The Bonneville whitefish spawning run at Bear Lake is in full swing and fishing for them is red hot--right now! The whitefish have moved into shallow rocky areas off the shoreline on both the east and west sides of the lake and they can be caught either from boat or from shore. The fish are quite aggressive at this time of year and they will readily hit lures such as small jigs, small spoons and small spinners.
Fishing Tips For Whitefish
If you plan on fishing from shore, chest waders or hip boots allow you to cast farther by walking out a few extra feet from shore. If you are in a boat, anchor in about eight to10 feet of water and either jig vertically under the boat or make short casts retrieving your lure right off the bottom. Popular lures include 1/8-ounce jigs with marabou, twister tails or small tubes. Any color will work, but black and white are favorite colors for most fishermen. Fish with the jig bumping along the bottom--if you don't snag up on a rock occasionally, you either need to slow down your presentation or move to an area with more rocks. Some anglers also like to cast small spoons, such as Little Cleos or #1 sized spinners, from shore. You can "tip" the lure with a piece of night crawler or meal worm, but it really isn't necessary, since the fish are hitting more out of aggression than feeding this time of year. Use a light rod with four- to eight-pound test line--lighter is better.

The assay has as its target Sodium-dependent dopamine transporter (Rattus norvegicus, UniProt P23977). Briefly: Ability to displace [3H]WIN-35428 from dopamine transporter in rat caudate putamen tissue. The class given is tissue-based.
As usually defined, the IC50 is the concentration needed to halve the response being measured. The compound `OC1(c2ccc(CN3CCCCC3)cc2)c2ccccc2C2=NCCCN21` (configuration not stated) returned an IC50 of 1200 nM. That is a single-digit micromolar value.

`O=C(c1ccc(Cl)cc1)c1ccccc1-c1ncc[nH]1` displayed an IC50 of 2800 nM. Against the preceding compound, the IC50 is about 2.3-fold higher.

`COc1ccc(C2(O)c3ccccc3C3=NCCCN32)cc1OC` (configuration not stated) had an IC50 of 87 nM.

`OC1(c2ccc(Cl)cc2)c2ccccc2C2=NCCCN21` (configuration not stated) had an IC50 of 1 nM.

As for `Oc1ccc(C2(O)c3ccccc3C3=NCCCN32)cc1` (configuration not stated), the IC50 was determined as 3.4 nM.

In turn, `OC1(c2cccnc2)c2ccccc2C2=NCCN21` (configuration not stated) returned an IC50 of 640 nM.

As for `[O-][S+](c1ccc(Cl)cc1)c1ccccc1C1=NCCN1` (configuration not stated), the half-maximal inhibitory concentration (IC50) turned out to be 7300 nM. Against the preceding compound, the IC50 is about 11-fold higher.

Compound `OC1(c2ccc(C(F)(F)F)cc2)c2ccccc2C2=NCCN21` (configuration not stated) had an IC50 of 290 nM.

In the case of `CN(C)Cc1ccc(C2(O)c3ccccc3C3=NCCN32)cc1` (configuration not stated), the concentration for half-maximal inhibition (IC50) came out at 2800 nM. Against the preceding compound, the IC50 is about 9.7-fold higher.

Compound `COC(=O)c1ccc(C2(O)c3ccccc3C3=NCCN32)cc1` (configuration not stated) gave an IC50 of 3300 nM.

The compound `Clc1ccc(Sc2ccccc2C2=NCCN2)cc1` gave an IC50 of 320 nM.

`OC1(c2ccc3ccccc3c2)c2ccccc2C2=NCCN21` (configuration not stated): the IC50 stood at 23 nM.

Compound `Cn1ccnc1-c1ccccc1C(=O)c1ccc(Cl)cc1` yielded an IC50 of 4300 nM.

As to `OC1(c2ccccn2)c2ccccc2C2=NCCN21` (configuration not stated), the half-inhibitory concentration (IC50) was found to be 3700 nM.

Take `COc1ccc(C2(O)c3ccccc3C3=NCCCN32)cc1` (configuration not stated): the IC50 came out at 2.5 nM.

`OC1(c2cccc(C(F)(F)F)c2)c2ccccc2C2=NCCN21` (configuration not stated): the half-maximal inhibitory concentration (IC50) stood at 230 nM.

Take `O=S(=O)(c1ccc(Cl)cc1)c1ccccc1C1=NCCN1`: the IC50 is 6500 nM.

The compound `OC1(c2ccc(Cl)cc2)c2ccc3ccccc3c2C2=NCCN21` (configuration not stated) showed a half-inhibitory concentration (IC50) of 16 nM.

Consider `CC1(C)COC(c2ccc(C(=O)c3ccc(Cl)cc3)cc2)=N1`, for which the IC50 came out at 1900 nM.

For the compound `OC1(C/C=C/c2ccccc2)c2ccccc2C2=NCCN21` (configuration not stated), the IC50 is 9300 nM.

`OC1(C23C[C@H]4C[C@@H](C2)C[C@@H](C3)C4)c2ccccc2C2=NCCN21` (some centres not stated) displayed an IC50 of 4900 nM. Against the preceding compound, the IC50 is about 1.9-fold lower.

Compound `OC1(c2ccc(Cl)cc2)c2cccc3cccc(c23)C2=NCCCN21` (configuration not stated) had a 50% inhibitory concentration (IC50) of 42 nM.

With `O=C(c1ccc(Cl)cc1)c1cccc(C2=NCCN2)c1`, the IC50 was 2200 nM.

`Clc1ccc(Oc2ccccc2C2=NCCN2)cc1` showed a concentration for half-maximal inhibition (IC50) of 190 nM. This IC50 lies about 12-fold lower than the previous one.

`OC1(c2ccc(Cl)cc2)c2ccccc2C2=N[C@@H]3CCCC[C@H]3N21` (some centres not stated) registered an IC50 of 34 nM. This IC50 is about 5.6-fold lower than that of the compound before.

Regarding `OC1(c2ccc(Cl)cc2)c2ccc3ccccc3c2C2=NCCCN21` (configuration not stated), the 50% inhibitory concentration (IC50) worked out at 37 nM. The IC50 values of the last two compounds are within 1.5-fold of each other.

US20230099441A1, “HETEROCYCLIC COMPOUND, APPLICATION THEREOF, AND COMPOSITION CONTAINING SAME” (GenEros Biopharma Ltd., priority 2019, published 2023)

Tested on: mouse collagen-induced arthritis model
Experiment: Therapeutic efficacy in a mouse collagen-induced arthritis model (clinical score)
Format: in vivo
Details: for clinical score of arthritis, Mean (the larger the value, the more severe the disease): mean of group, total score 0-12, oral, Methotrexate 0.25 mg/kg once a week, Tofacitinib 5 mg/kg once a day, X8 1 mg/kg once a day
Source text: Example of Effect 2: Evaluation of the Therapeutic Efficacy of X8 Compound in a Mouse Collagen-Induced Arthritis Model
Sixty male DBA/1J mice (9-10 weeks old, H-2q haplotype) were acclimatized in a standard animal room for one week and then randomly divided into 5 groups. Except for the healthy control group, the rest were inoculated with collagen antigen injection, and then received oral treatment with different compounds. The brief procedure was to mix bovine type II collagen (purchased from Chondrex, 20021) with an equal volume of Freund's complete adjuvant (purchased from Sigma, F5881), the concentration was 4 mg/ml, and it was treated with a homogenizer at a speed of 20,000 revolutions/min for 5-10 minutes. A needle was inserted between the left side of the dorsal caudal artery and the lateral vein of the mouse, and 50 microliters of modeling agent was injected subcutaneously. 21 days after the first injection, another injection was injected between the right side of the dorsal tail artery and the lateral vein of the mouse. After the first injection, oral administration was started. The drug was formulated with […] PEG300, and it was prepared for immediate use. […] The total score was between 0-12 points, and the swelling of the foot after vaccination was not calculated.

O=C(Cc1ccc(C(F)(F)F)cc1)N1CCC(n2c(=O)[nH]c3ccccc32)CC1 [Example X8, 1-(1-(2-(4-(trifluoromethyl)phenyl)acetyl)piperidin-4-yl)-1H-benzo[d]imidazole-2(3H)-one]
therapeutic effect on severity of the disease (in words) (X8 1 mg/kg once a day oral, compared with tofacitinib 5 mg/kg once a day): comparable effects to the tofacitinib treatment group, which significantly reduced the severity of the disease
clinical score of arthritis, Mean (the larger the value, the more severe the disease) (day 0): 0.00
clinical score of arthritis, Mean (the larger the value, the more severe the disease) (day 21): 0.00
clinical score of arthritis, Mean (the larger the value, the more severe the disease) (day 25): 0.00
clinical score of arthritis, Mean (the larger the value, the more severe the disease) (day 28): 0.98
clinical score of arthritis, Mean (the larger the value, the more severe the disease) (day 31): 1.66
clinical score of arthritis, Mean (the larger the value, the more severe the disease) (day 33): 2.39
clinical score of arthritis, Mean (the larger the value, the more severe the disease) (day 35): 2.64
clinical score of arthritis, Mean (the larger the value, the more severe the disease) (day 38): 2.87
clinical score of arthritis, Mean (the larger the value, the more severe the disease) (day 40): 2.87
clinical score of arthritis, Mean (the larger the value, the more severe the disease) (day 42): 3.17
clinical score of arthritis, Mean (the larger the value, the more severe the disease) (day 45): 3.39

The whitefish limit is a liberal 10 fish, so come up to Bear Lake and try your hand at catching one of Utah's true native sport fish species! Bonneville whitefish are excellent eating (much better than their river dwelling cousins, the mountain whitefish). Pound-for-pound they fight better than trout.
Anglers are also catching cutthroat trout while fishing for whitefish in the shallow rocky areas. Cutthroat trout move in to feed on juvenile whitefish and whitefish eggs. Jigging in 50 to 60 feet of water off the east side around Cisco Beach, Rainbow Cove, and the pump house has been producing some cutthroat trout and lake trout. Jigging with tube jigs tipped with cisco off the rock pile at Ideal Beach in about 35 to 40 feet of water has also been working for cutthroat.
Try locating fish with your sonar, then anchor and fish by vertically jigging. Fish can be found in just about any depth of water at this time of year so work your way from shallow to deep and keep moving until you find some active fish.
The lake level is at 5910.34 feet and continues to rise. Boats can be launched at the Utah State Park Marina, First Point, Cisco Beach, and Rainbow Cove ramps. The hours of the Utah State Park marina are 6:00 a.m. to 9:30 p.m. The gates are locked after 9:30 p.m.